The girlfriend of London Bridge terror attack victim Jack Merritt has described him as a “phenomenal” man and promised: “Together, we will make a difference.”
Leanne O’Brien posted the message on Facebook after Mr Merritt’s father David attacked politicians for using his son’s death “to perpetuate an agenda of hate”.
She wrote of her boyfriend: “My love, you are phenomenal and have opened so many doors for those that society turned their backs on.”
Cambridge University graduates Mr Merritt, 25, and Saskia Jones, 23, were both stabbed to death by 28-year-old convicted terrorist Usman Khan during a prisoner rehabilitation event they were supporting at London’s Fishmonger’s Hall.
On Monday, the family of Mr Merritt gathered to pay tribute to him and Miss Jones at a service in Cambridge on Monday, in which Ms O’Brien was seen breaking down in tears.
Later, David Merritt wrote in the Guardian that his son would be “livid” if he could comment on his death.
“He would be seething at his death, and his life, being used to perpetuate an agenda of hate that he gave his everything fighting against,” he said.
“We should never forget that. What Jack would want from this is for all of us to walk through the door he has booted down, in his black Doc Martens.”
Another vigil was held in memory of the victims at Guildhall Yard in London, close to the scene of the attack, attended by Prime Minister Boris Johnson, Labour leader Jeremy Corbyn and Mayor of London Sadiq Khan.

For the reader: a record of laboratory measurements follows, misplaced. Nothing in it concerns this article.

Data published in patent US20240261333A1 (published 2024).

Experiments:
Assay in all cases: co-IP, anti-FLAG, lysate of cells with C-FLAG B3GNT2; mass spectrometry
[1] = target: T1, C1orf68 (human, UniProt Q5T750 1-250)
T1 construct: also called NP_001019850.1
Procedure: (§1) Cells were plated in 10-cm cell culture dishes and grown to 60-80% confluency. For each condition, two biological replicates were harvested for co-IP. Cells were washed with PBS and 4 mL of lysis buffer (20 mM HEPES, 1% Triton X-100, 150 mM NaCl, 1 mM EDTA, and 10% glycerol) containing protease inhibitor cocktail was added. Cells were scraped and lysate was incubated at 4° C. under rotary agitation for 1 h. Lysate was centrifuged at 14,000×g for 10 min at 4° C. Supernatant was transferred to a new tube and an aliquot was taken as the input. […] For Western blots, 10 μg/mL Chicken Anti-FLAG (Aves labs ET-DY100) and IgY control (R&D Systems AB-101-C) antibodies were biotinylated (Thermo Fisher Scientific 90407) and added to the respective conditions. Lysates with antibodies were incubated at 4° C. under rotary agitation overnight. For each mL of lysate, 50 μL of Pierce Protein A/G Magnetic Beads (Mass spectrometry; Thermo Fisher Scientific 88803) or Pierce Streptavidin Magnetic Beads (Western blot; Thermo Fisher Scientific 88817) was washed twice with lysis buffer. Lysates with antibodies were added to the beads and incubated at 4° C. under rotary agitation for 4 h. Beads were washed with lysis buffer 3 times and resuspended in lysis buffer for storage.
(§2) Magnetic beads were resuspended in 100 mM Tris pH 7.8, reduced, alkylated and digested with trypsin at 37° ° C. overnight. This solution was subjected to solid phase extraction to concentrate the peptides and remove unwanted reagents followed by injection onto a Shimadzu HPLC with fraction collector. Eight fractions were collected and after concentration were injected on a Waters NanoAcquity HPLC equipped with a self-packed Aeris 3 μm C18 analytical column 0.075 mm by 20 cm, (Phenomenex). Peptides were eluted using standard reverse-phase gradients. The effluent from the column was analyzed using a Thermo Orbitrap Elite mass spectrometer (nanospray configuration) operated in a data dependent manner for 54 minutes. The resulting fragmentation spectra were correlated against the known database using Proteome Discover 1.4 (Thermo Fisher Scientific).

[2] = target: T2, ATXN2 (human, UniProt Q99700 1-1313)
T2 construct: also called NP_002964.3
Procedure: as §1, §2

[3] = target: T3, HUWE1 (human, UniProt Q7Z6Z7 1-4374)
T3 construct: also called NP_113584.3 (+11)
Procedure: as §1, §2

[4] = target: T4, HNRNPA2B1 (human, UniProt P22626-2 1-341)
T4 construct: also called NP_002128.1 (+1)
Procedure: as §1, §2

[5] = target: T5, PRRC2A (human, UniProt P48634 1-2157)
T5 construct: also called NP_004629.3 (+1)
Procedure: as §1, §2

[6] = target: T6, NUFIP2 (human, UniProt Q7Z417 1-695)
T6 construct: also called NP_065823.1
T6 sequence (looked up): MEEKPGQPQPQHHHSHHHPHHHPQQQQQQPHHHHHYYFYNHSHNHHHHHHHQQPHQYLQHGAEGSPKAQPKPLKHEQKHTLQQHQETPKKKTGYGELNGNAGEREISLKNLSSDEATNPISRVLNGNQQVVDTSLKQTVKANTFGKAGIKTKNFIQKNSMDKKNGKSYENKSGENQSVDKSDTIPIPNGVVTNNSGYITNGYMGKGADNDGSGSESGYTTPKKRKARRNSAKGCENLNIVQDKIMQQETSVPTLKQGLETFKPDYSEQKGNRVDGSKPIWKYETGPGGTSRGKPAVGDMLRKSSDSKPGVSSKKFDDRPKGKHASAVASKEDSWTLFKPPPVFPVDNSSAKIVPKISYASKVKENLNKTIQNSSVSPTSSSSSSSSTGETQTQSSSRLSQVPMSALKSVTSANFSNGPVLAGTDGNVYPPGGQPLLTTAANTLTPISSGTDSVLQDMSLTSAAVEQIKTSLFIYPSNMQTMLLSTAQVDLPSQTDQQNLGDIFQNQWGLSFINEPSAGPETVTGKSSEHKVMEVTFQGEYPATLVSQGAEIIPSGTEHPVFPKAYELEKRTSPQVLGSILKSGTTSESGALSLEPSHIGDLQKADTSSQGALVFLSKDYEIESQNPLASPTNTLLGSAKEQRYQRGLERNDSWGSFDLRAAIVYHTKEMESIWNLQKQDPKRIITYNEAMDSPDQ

The knifeman, who was living in Stafford, was given permission to travel into the heart of London by police and the Probation Service.
Armed with two knives and wearing a fake suicide vest, he was tackled by members of the public, including ex-offenders from the conference, before he was shot dead by police.
One of the three people injured in the attack has been allowed to return home while the other two remain in a stable condition in hospital.
Mr Merritt, from Cottenham, Cambridgeshire, was a co-ordinator for Learning Together, a programme associated with Cambridge University’s Institute of Criminology which is aimed at bringing offenders and people in higher education to “study alongside each other”.
Miss Jones, a volunteer on the programme from Stratford-upon-Avon, Warwickshire, was described as having “great passion” for providing support to victims of crime by her family.
In a statement they said: “She was intent on living life to the full and had a wonderful thirst for knowledge, enabling her to be the best she could be.”